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Explosions without fire?

Discussion in 'Special Effects' started by Conner8809, Aug 25, 2008.

  1. Conner8809

    Conner8809 Member

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    Well i have a heck of a problem for you guys here at CB. I am doing the show You Can't Take it with you. There are several explosions that happen right on stage infront of the audience, we are not allowed to have an open flame on stage. i was thinking some sort of dry ice bomb in a sealed film canister? You guys are much more creative than me. So help a guy out!
     
  2. LightStud

    LightStud Active Member

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    Absolutely NOT to the "dry ice bomb!"

    Buy an air compressor, locate it as far away from stage as possible (preferably in another room), a long hose and a solenoid-controlled air valve, ala confetti cannons. Use of pneumatics is the only acceptable way to make an explosion other than pure mechanical effects (springs?). Nothing else is consistent or reliable enough. Even with pneumatics, Safety is still critical. Use the lowest possible pressure to achieve the effect desired. You could put an eye out, or worse! Make all "shrapnel" out of foam rubber. I seem to recall all explosions taking place "offstage" beyond the basement door when I did YCTIWY, but we did use pyro for the flash and bang.
     
    Last edited: Aug 26, 2008
  3. TimMiller

    TimMiller Well-Known Member

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    dry ice bombs are cool, but very dangerous. They are not safe, or reliable. The best way is using the confetti cannon trick. Basically you get an air compressor, or just an air tank, stright off the air tank you connect up a soleniod (using 1" pipe), then from the soleniod to a piece of PVC pipe. The PVC Pipe should be at least 2" and make it at least a foot long. Also for something more heavy duty you can use metal pipe, which i would personally perfer, it will not crack or blow apart. The longer the pipe the deeper the boom. Wire the soleniod up to a push button and fire it. I know about 90 PSI will make a pretty good sized boom. Do not exceed 125 PSI for air operated devices.
     
  4. codered11343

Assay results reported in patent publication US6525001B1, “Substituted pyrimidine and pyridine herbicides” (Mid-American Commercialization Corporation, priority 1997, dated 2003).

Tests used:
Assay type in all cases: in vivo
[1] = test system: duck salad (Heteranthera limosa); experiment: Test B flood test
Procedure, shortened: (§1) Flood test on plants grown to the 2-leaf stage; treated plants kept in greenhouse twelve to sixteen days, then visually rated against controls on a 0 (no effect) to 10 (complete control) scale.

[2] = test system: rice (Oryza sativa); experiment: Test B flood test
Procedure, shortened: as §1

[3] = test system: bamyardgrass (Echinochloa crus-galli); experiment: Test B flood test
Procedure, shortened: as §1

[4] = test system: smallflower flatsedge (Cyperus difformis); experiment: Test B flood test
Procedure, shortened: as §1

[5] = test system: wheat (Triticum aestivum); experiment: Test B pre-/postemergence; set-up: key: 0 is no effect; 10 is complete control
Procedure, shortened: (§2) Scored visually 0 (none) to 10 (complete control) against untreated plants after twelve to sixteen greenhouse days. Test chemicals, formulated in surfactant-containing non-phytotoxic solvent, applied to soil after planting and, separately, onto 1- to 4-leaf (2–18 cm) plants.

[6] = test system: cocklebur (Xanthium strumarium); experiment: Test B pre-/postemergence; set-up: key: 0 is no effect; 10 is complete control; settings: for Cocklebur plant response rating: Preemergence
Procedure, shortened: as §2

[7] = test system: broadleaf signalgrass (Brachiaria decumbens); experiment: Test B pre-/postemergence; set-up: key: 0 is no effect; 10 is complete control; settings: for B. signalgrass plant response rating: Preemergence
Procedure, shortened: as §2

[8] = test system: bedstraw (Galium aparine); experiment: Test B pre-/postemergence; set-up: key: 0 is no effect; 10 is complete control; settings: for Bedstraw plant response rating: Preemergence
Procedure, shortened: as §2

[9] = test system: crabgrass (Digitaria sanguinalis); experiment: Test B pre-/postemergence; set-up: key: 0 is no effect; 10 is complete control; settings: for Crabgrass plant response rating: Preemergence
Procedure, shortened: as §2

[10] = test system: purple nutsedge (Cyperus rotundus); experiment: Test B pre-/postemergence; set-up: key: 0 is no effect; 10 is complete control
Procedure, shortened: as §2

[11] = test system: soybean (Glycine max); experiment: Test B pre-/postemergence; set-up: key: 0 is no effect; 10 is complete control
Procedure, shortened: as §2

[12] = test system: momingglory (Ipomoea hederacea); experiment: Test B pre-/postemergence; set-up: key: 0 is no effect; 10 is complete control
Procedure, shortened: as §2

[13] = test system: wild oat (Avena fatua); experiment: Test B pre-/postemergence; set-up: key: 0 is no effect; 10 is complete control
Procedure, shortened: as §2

codered11343 Member

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    Back when I was in high school we did a production of Peter Pan (the play) and we needed to replicate some cannons going off. I don't remember all the details, but we used a small device (about the same size as a deck of cards...more or less) that were placed on stage with a wire running to a switch off stage. When they were triggered it caused a bright flash, a very loud "banging" noise and a clouds of smoke. But I do not know were you would be able to get them or even what they are called.
    I will do a little asking around and see what they are and were you may be able to get them, but I believe that are safe because it was just high school students that were running them.
     
  5. Conner8809

    Conner8809 Member

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    would it be possible to simulate firecrackers using a bunch of small pipes and instead of it going BOOM it goes crack, crack, crack? also where could i find a inexpensive solenoid. while safety is my first concern. we have 700$ as a budget as of now. hehe. this may not go over so well.
     
  6. codered11343

    codered11343 Member

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    do you mean just hitting steel pipes together from off stage?
     
  7. Conner8809

    Conner8809 Member

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    no i meant using a solenoid
     
  8. Sayen

    Sayen Active Member

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    I did this show two years ago on a tight budget. We took a party-grade fog machine, a cheepie from a local party store, pumped smoke into a trashbag. For the effect, we played a loud explosion over a backstage speaker, the door from the basement pushed open a bit, and then squeeze the smoke out of the bag. Quick, fast, and convinced the audience. Bits of flying rubber would have made a fun addition.
     
  9. jwl868

    jwl868 Active Member